The Loop

The Loop

Sixers-Celtics is basketball's version of good vs. evil

April 30, 2018

Tim Bradbury

I've gushed about the Sixers on this site before, at length, and I'm not sure how much more my editor would tolerate, so let me sum up in one sentence: Label-defying, possibly historical point guard, excellent and hilarious big man, quirky Europeans, J.J. Redick in his "fully cool" second stage of life, unlikely genius coach who started in Melbourne, and famous, crooked path to being actually good. They're the best. And in the second round of the NBA playoffs, starting Monday night, they're going to meet...

The Boston Celtics.

(Cue Star Wars "Imperial March" music.)

Whether or not you agree that all things related to Boston sports are inherently evil (note: they are), here are seven reasons to specifically hate the 2018 version of the Celtics.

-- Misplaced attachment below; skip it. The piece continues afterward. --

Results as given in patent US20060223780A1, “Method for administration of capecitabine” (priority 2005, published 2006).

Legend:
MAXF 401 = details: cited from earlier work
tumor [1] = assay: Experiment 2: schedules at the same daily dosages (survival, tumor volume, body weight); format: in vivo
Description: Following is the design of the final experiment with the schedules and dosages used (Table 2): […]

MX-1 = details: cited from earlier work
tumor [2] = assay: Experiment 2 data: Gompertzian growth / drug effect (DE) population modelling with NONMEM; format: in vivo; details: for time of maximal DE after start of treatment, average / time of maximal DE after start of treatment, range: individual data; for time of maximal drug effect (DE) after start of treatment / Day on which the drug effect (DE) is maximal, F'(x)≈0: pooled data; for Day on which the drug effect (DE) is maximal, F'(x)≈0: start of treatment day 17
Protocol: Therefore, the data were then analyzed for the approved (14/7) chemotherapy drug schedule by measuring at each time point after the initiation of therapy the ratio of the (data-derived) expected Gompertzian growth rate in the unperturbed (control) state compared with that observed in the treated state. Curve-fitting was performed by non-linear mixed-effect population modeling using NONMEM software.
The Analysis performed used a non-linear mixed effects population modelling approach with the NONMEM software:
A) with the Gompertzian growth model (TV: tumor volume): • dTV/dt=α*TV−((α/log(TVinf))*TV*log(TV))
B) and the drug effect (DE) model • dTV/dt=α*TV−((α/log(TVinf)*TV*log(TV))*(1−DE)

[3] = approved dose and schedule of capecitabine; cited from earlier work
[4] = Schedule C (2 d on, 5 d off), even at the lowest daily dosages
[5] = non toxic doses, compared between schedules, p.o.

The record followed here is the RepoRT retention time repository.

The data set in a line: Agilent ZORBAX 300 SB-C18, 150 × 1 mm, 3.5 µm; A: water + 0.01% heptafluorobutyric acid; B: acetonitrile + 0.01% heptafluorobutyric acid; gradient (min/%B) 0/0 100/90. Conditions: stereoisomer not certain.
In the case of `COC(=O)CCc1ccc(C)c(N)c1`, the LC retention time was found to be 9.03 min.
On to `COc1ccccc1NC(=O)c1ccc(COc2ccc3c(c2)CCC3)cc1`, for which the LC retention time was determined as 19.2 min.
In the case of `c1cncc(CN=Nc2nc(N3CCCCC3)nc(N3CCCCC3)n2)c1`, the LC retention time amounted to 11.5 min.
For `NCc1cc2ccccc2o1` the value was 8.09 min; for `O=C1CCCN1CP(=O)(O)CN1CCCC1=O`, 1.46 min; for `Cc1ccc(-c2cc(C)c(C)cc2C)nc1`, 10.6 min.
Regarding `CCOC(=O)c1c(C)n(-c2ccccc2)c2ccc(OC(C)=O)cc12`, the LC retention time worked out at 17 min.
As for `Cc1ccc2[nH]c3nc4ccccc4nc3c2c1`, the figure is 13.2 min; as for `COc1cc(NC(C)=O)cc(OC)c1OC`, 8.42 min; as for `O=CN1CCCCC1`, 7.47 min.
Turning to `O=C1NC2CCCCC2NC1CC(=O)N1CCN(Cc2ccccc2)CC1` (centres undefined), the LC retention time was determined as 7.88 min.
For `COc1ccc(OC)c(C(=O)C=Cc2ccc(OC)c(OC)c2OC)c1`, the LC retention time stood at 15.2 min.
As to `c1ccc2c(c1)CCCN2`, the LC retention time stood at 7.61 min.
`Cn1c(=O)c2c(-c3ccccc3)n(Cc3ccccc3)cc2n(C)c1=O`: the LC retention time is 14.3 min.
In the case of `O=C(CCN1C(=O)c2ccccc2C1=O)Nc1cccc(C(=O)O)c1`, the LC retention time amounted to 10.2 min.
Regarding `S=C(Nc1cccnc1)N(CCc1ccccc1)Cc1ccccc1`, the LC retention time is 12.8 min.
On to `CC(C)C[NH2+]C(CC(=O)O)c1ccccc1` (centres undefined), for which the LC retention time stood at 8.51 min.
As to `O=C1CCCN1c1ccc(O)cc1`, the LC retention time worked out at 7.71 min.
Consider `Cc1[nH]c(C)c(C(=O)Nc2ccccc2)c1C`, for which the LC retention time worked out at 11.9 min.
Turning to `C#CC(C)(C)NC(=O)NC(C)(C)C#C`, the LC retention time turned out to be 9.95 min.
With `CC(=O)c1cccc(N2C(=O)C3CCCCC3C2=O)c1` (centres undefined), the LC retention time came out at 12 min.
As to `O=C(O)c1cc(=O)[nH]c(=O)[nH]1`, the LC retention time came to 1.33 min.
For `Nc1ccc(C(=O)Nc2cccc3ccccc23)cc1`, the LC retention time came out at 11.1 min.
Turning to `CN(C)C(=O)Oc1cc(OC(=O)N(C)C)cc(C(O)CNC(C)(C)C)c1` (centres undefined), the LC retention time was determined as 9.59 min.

1. Brad Stevens, their boy genius coach, is secretly out to ruin NBA basketball. He forged his success at Butler by bludgeoning his opponents with the specifically NCAA-ish pug-ugly version of the sport. You know what I mean—"physical defense" (read: fouling all the time, but in subtle ways that the refs won't call because the college game is terrible), "working the clock" (holding the ball for 35 seconds), and calling endless timeouts. He almost won two national championships playing this brand of soul-defeating basketball, and is directly responsible for two of the three lowest-scoring national tittle games since...1984. And you better believe he's bringing this junky clog-it-up mentality to the NBA. The Celtics had the fewest PPG allowed in the east this year, and in the last three years under Stevens, the team's pace has gone from third to 12th to 23rd. It's happening, folks—Stevens is trying to steer the entire NBA back into the mid-90s nightmare version of itself, when teams played 64-59 type games and players left every game with bloody noses. We're two years max away from the Celtics winning a title where Marcus Smart gets MVP because he's the best at holding people in a bear-hug when they try to drive. This team is the world's greatest and most imminent threat to enjoyable basketball, and they must be stopped.